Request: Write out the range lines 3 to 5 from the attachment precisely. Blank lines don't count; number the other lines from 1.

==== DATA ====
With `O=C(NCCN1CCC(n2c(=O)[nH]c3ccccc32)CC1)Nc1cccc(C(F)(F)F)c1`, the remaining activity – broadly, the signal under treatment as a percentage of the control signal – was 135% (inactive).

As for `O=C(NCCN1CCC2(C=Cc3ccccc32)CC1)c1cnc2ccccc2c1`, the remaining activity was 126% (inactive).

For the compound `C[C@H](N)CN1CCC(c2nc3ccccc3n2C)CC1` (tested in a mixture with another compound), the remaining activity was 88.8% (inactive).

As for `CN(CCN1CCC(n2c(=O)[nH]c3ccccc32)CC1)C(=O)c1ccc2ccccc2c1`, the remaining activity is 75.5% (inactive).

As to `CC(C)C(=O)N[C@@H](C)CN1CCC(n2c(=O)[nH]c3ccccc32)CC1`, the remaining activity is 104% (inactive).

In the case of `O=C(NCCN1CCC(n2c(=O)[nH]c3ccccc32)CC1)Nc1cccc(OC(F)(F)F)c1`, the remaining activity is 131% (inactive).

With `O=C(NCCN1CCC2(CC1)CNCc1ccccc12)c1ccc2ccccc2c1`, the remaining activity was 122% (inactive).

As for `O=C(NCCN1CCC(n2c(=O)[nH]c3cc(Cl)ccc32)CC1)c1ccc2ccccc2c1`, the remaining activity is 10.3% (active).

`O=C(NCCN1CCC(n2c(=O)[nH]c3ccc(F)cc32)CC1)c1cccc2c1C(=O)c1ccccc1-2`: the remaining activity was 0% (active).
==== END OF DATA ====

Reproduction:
For the compound `C[C@H](N)CN1CCC(c2nc3ccccc3n2C)CC1` (tested in a mixture with another compound), the remaining activity was 88.8% (inactive).

As for `CN(CCN1CCC(n2c(=O)[nH]c3ccccc32)CC1)C(=O)c1ccc2ccccc2c1`, the remaining activity is 75.5% (inactive).

As to `CC(C)C(=O)N[C@@H](C)CN1CCC(n2c(=O)[nH]c3ccccc32)CC1`, the remaining activity is 104% (inactive).